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Expert: Time for a Social Media Cleanup

Five Ways to Keep Your Online Presence From Messing With Your Real-world Career

By Pablo Suarez

GIF of social media page being cleaned

Animation by Jason Keisling

Rachel Loock, a career and leadership coach, offers five tips to safeguard your reputation on social media.

Crafting resumes, writing cover letters and gathering references are mandatory entries on the job hunting to-do list. If you really want that position, though, be prepared to check off one more item: cleaning up your social media accounts.

Rachel Loock, a career and leadership coach at the University of Maryland’s Robert H. Smith School of Business, recommends that candidates operate under the assumption that employers and companies will be looking at your online presence. 

While many people try to block prying eyes by putting their various accounts into private mode, or limiting profile and post views to friends only, Loock warns that may not be enough. 

“I think it’s a common idea that if my settings are private, I’ll be fine, but that’s not the case in this world,” she says. “The information is out there, and once it is, it’s hard to pull it back. Be mindful of what you’re posting and use good judgment, particularly if you’re seeking a new job.”

Loock offers five suggestions to safeguard your reputation—both personal and professional.

Keep It Civil
According to Loock, potential red flags for employers involve online behavior that reflects poor judgment. Racist, sexist, mean-spirited or derogatory comments about various societal groups or individuals obviously fall under this category.

Watch the Company You Keep (or Get Tagged With)
Not everyone may share your standards (or has the same ideas about how widely to circulate those bachelor- or bachelorette-party snapshots). Despite your best efforts to maintain clean profiles, employers could form different perceptions of you based on how others appear to be behaving in your photos or those you are tagged in.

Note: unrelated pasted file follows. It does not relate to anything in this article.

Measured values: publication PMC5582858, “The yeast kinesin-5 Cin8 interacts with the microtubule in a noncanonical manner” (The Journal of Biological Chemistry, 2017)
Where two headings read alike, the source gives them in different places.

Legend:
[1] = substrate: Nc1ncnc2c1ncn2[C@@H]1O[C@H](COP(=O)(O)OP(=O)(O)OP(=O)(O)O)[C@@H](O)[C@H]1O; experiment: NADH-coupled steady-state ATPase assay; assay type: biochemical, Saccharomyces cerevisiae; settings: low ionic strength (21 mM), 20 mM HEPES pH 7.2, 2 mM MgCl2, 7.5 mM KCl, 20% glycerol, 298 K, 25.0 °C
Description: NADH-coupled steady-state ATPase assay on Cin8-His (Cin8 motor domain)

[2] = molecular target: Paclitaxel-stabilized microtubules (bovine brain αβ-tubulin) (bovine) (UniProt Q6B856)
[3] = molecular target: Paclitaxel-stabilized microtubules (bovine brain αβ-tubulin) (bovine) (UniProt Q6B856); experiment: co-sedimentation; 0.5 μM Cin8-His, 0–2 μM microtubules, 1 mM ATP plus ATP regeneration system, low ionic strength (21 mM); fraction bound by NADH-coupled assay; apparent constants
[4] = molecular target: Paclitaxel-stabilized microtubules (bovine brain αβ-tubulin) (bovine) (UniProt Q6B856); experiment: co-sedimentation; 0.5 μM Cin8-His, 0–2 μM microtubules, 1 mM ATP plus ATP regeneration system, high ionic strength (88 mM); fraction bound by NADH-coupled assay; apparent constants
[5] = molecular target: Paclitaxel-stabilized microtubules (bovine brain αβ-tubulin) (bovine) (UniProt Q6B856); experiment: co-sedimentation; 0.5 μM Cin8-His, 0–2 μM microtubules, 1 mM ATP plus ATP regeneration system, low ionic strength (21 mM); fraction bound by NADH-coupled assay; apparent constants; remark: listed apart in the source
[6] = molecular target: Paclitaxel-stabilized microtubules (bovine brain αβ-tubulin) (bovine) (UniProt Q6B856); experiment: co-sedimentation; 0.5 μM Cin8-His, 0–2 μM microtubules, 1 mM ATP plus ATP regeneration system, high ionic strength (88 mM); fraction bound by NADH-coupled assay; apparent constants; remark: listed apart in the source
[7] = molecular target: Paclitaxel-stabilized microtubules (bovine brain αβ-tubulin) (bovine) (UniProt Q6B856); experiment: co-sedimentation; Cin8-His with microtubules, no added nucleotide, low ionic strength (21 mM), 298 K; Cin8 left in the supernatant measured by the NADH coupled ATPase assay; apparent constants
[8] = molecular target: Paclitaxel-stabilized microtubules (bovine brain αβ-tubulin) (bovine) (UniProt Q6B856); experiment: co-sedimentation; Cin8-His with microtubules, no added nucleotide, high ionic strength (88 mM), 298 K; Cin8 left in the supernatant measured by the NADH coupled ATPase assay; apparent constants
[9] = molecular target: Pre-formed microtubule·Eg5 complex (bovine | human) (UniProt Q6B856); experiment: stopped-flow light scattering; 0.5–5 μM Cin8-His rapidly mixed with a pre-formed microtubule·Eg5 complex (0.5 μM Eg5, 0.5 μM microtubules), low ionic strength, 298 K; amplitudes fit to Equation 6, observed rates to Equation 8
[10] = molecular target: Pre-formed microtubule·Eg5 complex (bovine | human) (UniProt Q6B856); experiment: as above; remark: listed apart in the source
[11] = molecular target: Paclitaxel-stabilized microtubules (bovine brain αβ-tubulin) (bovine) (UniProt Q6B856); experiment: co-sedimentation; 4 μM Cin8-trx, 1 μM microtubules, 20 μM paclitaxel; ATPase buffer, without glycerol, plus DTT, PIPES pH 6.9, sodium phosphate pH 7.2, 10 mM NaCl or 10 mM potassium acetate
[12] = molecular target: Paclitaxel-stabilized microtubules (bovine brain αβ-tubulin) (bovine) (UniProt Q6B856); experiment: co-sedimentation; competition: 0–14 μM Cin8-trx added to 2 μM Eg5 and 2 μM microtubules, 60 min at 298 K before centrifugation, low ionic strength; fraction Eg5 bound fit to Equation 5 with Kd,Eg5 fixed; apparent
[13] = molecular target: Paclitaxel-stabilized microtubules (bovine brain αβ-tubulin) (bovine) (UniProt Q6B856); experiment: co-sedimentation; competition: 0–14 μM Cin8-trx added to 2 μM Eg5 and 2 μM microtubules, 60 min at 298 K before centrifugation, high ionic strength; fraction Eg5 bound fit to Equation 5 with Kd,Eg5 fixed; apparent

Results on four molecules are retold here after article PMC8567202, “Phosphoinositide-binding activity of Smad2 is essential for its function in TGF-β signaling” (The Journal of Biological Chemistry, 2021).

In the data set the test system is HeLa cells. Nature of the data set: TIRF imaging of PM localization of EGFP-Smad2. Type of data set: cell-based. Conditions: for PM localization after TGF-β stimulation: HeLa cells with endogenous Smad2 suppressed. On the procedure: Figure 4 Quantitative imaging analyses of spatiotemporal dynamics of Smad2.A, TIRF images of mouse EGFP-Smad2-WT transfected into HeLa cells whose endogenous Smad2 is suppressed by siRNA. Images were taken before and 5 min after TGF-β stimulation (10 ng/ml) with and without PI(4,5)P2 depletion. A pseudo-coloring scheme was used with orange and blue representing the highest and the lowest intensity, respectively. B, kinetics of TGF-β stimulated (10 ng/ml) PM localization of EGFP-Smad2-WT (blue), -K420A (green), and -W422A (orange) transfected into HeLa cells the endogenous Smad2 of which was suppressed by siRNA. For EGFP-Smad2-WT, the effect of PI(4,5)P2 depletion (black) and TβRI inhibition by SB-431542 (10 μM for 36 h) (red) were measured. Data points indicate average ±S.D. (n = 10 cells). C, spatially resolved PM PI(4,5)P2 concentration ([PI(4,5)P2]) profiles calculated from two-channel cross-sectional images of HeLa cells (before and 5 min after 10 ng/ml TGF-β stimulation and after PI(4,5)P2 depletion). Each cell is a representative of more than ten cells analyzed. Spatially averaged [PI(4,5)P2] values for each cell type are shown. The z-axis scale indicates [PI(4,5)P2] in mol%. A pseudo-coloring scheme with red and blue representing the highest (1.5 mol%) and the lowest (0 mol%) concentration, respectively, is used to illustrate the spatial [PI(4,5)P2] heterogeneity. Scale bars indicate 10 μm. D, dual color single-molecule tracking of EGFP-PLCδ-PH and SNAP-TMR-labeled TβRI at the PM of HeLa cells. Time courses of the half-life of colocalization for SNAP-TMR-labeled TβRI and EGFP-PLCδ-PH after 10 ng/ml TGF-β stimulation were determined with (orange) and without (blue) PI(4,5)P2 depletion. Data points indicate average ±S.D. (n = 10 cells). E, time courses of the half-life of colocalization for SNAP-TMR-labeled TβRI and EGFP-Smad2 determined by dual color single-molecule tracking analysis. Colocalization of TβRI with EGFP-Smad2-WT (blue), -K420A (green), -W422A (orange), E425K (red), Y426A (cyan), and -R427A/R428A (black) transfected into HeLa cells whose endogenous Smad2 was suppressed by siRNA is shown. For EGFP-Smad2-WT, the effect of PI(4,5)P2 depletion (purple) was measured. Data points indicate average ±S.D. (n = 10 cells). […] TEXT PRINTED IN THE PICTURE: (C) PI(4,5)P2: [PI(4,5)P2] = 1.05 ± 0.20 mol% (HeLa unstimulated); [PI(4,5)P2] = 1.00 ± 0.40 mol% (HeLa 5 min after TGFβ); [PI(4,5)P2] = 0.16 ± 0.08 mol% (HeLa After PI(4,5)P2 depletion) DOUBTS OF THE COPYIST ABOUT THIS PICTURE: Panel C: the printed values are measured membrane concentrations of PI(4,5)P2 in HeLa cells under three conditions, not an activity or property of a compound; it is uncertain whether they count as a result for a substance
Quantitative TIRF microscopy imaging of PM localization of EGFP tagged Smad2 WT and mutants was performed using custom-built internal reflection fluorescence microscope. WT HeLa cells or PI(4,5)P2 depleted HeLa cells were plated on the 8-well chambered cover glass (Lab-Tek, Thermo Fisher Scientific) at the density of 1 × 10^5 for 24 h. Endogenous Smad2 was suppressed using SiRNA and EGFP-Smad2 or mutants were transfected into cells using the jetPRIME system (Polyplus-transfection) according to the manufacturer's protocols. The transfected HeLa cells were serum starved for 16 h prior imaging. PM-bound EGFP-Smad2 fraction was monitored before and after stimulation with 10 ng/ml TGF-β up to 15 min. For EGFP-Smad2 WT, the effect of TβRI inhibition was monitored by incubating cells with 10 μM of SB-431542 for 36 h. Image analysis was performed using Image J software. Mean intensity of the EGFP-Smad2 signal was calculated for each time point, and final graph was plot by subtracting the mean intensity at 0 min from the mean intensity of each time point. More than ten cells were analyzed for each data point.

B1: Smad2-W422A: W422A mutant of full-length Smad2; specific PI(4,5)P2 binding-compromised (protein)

“Don’t let people tag you without permission. Make sure you have that ability unless you are absolutely sure of the good intentions of all of your friends and associates,” Loock says. “Have the ability to review everything you are tagged in so that you can remove a tag if something is inappropriate.”

Go Easy on the Politics
For a multitude of reasons, Loock suggests generally avoiding heated political debates on social media. While civil conversations are normally fine, Loock cautions that they still might result in something that can be taken out of context by outsiders. 

“I think less discussion around politics is probably better,” Loock says. “It’s ultimately up to you to decide.”

Shine on LinkedIn
Recruiters generally target platforms like LinkedIn and sometimes Facebook, Loock says. Job seekers should have a professional headshot for their profile picture, especially on LinkedIn, she says. (Employers may peruse your other profiles, too, if your name is linked to those accounts.)

To show employers the kinds of things they like to see on social media, Loock recommends following certain companies in your industry, joining professional groups and sharing articles that pertain to your field.

Producing work-related content and tagging people you are connected with is another great way to establish your level of interest and knowledge in a specific area, Loock says. 

If in Doubt, Delete
For professionals ready to clean up their profiles, Loock offers this final piece of advice: Look everywhere (including that site you haven’t visited in a year) and don’t hesitate to dump potentially problematic content.

“I would do a really careful sweep of everything you’ve posted and if there’s anything you think could be or is objectionable, then delete it,” Loock says. “If you have to question it, maybe you shouldn’t be posting it anyway.”



Maryland Today is produced by the Office of Marketing and Communications for the University of Maryland community on weekdays during the academic year, except for university holidays.